Italy and Germany Simon Granati/Getty Images

Kein Profit aus einem Brexit für die EU

MAILAND – Bis vor kurzem haben die Europäer dem britischen Referendum über die Mitgliedschaft des Landes in der Europäischen Union kaum Aufmerksamkeit geschenkt. Nun, da sich die tatsächliche Möglichkeit eines „Brexit“ abzeichnet, grübeln sie zunehmend über dessen mögliche Auswirkungen nach. Doch statt ernsthaft die Risiken zu erwägen, verhalten sich viele wie Mitglieder einer großen Familie, die kurz davor stehen, einen wohlhabenden Verwandten zu verlieren, und verteilen im Geiste schon mal das Erbe, bevor noch das Testament verlesen wird.

Dies ist eindeutig der Fall in Italien, wo viele von einem Brexit unverhoffte Vorteile erwarten. Der äußerst EU-freundlich eingestellte Ministerpräsident Matteo Renzi weist dabei den Weg, hin zu einem stärker integrierten Europa, in dessen Mittelpunkt eine wohlhabende Apenninenhalbinsel steht. Doch überschätzen derartige Erwartungen die Vorteile eines Brexit für die übrige EU deutlich und unterschätzen zugleich die Risiken enorm.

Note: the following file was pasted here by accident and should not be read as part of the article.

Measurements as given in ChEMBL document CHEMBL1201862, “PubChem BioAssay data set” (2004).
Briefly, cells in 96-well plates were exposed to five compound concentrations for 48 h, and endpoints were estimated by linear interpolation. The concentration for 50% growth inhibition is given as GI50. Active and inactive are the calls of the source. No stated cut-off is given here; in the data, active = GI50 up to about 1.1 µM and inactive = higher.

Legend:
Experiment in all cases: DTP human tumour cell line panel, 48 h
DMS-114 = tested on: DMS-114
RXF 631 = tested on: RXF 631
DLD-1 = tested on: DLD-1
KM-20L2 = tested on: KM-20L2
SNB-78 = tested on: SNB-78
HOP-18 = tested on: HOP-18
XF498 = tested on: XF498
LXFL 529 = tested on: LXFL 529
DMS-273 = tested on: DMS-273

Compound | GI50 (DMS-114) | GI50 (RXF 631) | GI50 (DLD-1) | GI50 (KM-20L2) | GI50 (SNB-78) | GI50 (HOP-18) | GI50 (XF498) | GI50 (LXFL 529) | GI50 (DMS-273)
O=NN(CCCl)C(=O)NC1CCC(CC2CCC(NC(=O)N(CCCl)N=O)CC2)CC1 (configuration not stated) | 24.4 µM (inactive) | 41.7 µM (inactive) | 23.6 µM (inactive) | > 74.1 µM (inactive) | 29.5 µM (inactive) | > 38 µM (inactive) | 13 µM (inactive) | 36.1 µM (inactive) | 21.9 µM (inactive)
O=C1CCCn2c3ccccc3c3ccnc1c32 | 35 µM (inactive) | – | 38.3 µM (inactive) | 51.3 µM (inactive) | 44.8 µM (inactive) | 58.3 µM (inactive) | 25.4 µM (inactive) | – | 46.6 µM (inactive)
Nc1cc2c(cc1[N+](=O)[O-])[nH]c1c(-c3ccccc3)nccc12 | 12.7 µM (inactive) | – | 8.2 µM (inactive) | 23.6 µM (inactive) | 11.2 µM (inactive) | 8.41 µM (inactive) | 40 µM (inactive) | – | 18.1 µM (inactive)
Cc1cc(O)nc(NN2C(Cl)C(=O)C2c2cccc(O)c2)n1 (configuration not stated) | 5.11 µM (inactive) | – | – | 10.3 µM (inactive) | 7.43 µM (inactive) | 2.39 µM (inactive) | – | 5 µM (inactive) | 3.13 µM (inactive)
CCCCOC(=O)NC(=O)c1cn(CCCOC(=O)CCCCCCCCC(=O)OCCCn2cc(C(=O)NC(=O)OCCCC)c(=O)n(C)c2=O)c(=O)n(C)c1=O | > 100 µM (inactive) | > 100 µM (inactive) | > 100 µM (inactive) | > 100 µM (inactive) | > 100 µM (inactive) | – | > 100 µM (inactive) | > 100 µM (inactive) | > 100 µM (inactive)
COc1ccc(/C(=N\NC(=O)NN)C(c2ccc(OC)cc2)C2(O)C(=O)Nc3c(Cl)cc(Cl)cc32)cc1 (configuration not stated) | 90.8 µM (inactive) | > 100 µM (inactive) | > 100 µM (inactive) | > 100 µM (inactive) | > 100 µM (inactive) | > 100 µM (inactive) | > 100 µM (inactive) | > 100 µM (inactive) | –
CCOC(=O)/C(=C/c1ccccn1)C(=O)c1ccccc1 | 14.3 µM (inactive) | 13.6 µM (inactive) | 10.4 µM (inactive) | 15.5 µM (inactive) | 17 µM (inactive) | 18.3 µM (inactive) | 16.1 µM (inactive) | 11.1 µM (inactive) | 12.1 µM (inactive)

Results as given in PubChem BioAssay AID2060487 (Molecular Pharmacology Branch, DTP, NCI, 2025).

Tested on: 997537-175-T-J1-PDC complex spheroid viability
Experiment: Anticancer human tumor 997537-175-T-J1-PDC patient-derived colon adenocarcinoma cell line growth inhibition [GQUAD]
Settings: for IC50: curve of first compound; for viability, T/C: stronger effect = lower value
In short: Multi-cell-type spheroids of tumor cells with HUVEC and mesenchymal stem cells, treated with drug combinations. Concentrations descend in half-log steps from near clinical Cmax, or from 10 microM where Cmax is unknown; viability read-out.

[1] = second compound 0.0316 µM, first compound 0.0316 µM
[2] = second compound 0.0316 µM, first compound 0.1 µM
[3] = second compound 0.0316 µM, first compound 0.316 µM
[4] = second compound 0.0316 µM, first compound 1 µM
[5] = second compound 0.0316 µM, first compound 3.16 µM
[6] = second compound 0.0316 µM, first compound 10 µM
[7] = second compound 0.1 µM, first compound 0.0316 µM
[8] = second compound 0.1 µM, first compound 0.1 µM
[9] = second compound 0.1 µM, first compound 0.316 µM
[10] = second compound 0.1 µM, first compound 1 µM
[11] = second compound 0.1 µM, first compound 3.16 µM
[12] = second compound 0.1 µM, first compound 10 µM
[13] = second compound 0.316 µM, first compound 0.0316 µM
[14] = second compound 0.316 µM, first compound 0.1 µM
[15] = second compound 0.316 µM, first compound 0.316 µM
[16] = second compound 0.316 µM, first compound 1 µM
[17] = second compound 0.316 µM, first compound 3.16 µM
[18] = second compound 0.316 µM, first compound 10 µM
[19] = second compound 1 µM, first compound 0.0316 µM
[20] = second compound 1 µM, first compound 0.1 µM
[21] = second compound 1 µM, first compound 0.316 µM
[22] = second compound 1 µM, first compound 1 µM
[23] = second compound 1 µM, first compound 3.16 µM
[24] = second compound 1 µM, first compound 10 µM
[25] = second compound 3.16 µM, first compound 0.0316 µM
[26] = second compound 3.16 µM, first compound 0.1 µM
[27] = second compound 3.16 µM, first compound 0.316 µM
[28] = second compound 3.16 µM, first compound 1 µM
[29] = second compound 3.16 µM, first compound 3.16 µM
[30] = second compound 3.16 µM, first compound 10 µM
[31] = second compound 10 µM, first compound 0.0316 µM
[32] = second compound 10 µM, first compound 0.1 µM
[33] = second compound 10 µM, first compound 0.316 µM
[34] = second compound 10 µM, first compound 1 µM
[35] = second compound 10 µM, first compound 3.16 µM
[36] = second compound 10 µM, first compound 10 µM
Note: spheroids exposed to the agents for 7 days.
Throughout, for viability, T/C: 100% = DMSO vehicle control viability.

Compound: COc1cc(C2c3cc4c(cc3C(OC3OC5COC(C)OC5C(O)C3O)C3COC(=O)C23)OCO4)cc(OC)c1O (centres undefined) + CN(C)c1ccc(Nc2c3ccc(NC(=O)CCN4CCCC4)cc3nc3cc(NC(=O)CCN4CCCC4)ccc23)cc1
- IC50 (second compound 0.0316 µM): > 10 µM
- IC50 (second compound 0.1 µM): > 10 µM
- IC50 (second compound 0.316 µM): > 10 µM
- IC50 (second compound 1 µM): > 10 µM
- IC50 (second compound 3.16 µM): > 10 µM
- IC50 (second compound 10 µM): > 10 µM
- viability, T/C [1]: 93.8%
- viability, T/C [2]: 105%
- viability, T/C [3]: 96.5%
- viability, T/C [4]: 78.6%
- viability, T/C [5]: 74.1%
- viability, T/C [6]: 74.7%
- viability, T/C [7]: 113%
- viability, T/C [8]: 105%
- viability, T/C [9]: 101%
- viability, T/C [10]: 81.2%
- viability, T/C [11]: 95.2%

Zunächst einmal würden die höheren Kosten des Handels mit dem Vereinigten Königreich, einem wichtigen Importeur italienischer Waren, Italiens Exporteuren schaden, und das zu einer Zeit, in der sich das Land müht, der schlimmsten Rezession seit dem Zweiten Weltkrieg zu entkommen. Die öffentlichen Erwartungen, dass weder das Vereinigte Königreich noch die EU Handelsbeschränkungen gegenüber dem jeweils anderen verhängen werden, scheint im besten Fall nicht überzeugend angesichts der protektionistischen Tendenzen, die dazu beigetragen haben, den britischen Euroskeptizismus anzuheizen, sowie der Möglichkeit, dass die europäischen Politiker versuchen werden, andere Mitgliedsstaaten davon abzuhalten, dem britischen Beispiel zu folgen.

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